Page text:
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From Wikipedia, the free encyclopedia

Temporal range: Early Eocene–recent
Crevalle jack, Caranx hippos
Scientific classification Edit this classification
Domain: Eukaryota
Kingdom: Animalia
Phylum: Chordata
Class: Actinopterygii
Order: Carangiformes
Family: Carangidae
Rafinesque, 1815

See text

The Carangidae are a family of ray-finned fish that includes the jacks, pompanos, jack mackerels, runners, trevallies, and scads. It is the largest of the six families included within the order Carangiformes. Some authorities classify it as the only family within that order but molecular and anatomical studies indicate that there is a close relationship between this family and the five former Perciform families which make up the Carangiformes.[1]

They are marine fishes found in the Atlantic, Indian and Pacific Oceans. Most species are fast-swimming predatory fishes that hunt in the waters above reefs and in the open sea; some dig in the sea floor for invertebrates.[2]

The largest fish in the family, the greater amberjack, Seriola dumerili, grows up to 2 m in length; most fish in the family reach a maximum length of 25–100 cm.

The family contains many important commercial and game fish, notably the Pacific jack mackerel, Trachurus symmetricus, and the other jack mackerels in the genus Trachurus.[2]

Many genera have fairly extensive fossil records, particularly Caranx and Seriola, which extend into the early Paleogene (late Thanetian), and are known from whole and incomplete specimens, skeletal fragments, and otoliths. The several extinct genera include Archaeus, Pseudovomer, and Eastmanalepes.

Subfamilies and genera[edit]

Ceratoichthys, a bizarre extinct carangid in the subfamily Vomeropsinae

The family Carangidae is subdivided into the following subfamilies and genera:[1][3]

See also[edit]

There are a great many fish called trevallies, most of which belong to the Carangidae. For articles on them, see All pages with titles containing Trevally.


  1. ^ a b J. S. Nelson; T. C. Grande; M. V. H. Wilson (2016). Fishes of the World (5th ed.). Wiley. pp. 380–387. ISBN 978-1-118-34233-6. Archived from the original on 2019-04-08. Retrieved 2019-11-17.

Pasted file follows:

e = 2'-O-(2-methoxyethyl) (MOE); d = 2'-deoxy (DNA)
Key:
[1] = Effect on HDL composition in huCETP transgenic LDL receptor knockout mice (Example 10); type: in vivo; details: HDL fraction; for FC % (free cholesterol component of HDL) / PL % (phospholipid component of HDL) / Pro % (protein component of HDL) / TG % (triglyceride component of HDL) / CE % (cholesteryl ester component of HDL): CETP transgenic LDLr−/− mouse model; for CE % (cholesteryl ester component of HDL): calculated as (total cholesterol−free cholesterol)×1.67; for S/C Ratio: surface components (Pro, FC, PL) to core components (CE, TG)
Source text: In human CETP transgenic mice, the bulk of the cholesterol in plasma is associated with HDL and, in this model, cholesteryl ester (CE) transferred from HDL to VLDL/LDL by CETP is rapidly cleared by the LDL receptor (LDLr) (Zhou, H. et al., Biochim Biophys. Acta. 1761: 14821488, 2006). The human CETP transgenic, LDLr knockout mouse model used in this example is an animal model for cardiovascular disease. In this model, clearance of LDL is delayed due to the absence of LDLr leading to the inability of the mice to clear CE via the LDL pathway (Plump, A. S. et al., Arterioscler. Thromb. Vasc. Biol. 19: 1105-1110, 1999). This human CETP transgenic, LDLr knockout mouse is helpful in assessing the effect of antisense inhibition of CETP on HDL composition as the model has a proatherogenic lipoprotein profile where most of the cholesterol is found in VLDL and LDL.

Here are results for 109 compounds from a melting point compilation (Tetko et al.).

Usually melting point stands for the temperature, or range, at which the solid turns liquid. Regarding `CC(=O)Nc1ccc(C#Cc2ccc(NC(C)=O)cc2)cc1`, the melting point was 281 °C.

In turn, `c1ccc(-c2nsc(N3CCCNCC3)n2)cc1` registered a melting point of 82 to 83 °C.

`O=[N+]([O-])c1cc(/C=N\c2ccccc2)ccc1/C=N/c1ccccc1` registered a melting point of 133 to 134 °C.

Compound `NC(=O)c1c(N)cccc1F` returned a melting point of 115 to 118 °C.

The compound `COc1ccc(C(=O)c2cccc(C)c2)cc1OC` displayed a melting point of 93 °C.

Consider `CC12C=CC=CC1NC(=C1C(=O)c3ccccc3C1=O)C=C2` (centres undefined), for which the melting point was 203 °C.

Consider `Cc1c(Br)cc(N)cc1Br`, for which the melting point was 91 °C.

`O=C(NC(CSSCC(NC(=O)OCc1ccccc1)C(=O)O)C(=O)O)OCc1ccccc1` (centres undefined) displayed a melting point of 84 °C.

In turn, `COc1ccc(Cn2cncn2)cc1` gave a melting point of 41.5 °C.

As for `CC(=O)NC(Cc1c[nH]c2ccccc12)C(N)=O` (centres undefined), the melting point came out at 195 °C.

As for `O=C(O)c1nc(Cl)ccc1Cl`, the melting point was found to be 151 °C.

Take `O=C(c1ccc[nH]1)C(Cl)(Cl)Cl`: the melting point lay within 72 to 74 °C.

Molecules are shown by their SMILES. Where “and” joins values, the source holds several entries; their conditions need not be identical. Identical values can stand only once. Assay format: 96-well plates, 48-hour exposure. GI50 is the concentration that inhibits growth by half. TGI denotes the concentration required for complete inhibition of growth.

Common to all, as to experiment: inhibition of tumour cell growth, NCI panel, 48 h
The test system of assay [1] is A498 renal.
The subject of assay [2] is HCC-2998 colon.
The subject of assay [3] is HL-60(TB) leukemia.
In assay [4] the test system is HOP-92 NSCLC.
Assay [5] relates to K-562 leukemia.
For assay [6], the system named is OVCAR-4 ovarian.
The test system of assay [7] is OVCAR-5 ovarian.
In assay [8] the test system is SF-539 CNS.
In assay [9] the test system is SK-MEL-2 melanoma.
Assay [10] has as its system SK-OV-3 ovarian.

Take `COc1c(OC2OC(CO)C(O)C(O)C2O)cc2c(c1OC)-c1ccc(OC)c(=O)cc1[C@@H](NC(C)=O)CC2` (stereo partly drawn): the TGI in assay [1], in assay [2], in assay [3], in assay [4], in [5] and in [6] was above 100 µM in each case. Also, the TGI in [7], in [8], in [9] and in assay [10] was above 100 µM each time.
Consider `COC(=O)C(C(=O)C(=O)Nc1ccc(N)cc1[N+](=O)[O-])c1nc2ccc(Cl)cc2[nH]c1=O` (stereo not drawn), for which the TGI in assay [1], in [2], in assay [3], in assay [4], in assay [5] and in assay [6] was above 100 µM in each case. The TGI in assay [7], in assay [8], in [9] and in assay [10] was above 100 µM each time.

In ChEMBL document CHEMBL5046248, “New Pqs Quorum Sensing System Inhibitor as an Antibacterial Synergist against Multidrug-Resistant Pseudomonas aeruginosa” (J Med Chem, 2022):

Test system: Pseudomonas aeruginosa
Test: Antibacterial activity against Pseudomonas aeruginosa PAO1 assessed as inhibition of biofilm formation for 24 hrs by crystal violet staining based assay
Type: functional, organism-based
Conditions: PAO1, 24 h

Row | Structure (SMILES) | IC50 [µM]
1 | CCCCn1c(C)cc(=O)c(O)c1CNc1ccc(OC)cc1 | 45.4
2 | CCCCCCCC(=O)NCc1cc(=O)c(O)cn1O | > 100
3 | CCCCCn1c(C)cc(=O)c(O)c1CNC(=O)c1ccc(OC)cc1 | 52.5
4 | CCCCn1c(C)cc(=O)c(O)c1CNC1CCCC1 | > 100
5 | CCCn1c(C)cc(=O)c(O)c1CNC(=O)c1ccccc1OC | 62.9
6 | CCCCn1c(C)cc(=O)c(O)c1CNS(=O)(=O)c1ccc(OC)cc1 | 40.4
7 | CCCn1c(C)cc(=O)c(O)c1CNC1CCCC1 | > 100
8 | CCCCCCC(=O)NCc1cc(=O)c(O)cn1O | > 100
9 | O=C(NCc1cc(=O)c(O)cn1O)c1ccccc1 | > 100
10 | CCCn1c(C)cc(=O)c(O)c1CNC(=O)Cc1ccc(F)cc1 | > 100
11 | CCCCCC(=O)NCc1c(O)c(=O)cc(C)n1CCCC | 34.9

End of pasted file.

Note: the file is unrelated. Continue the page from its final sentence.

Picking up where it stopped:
2. ^ a b Froese, Rainer, and Daniel Pauly, eds. (2019). "Carangidae" in FishBase. August 2019 version.
  3. ^ Eschmeyer, William N.; Fricke, Ron & van der Laan, Richard (eds.). "Genera in the family Carangidae". Catalog of Fishes. California Academy of Sciences. Retrieved 17 November 2019.
  4. ^ Bannikov, A. F.; Erebakan, I. G. (2023-04-01). "A New Species of Horse Mackerel Fish of the Genus Archaeus (Carangidae, Percomorpha) from the Lower Oligocene of the North Caucasus". Paleontological Journal. 57 (2): 199–205. doi:10.1134/S0031030123020041. ISSN 1555-6174.
  5. ^ Taverne, Louis; Simaeys, Stefaan van; Steurbaut, Etienne (2006). "Belgocaranx luypaertsi gen. and sp. nov., a new skeleton-based Carangid Fish from the Boom Clay (Rupelian, Early Oligocene) at Kallo (N. Belgium)". Bulletin de l'Institut Royal des Sciences Naturelles de Belgique - Bulletin van het Koninklijk Belgisch Instituut voor Natuurwetenschappen. 76: 119–130.
  6. ^ Bannikov, Alexander (2009). Fossil Vertebrates of Russia and Adjacent Countries. Fossil Acanthopterygians Fishes (Teleostei, Acanthopterygii) (in Russian). GEOS, Moscow.
  7. ^ a b c d Richard van der Laan; William N. Eschmeyer & Ronald Fricke (2014). "Family-group names of Recent fishes". Zootaxa. 3882 (2): 001–230. doi:10.11646/zootaxa.3882.1.1. PMID 25543675.
  8. ^ Bannikov, Alexander (1995). "A NEW MIDDLE EOCENE GENUS OF CARANGID FISHES (PERCIFORMES) FROM THE NORTHERN CAUCASUS" (PDF). Paleontological Journal. 29 (2).
  9. ^ Bannikov, Alexander F. (1984). "The New Subfamily of Carangid Fishes". Studi e ricerche sui giacimenti terziari di Bolca. IV: 319–321.